The Greek word meroς means part. Mereology deals with
parts constituting wholes. While mereology has been applied to express
ontology, it has so far been largely overlooked how some ontology first of all
The traditional brand of mereology seems to be grounded on logical atomism. On that basis, a part is atomic when it may no longer be considered a whole, i.e. is not decomposable into yet further parts.
Such ontology implies an ultimately static world view. For the inquiry effectively stops at being. Atomic parts are taken as the ultimate ‘beings.’ They can be configured as wholes, equally static. One whole may act as part of the next whole, etcetera.
Metapattern involves a different ontology. It is essentially dynamic.
Rather than being, its critical concept is behaving.
It can now be recognized that an atomic part up to whatever whole doesn’t just exist statically. It displays behavior.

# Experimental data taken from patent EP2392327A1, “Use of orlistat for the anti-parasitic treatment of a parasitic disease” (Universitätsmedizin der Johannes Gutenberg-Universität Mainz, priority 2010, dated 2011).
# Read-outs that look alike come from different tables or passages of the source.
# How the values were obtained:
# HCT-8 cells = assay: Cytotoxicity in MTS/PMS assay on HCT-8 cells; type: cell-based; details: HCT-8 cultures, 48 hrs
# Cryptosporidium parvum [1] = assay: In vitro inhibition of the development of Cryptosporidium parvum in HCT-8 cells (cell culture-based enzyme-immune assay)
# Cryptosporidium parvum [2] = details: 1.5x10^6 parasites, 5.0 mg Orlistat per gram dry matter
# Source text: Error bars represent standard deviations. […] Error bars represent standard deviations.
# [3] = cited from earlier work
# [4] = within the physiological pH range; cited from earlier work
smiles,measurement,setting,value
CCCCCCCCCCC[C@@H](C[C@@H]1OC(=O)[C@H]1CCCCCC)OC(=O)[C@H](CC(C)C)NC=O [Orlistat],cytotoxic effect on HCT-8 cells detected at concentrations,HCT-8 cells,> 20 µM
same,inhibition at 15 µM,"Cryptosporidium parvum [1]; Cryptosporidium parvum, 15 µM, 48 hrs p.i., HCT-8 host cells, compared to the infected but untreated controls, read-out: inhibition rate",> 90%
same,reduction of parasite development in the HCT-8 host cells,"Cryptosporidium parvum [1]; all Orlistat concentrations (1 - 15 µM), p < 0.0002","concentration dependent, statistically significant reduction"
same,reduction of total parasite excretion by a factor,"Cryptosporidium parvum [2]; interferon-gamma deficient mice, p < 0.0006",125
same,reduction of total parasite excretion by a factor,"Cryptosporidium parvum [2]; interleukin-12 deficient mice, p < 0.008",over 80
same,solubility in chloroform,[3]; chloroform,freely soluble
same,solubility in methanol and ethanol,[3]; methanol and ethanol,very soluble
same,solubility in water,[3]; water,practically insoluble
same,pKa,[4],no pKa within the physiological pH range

It follows that attention must be directed at differences, too. There’s the tension between experiencing different behaviors, yet attributing those to a single object. With Metapattern, such tension is not resolved, that is, variety is not reduced, but productively accommodated.
Any part, or whole, for that matter, is no longer treated as part-of-whole, but as object-in-situation. Then, the same object in a different situation unambiguously accounts for different behavior. It amounts to what may be called situationist mereology.
Metapattern as situationist mereology facilitates requisite variety of
infrastructure for information exchange at the widest scale imaginable for
social interaction. It succeeds as the critical semantic technology by squarely
leaving a minimalistic existential paradigm behind and adopting an open,
relativistic behavioral paradigm.
Behaviors and ‘their’ objects are interdependent, with situations mediating. In hindsight, albeit resulting in a qualitatively different logic, that is logical for understanding reality and behaving in it from, and promoting, equity.
See also related texts on Metapattern.
February 8th, 2011, web edition 2011 © Pieter Wisse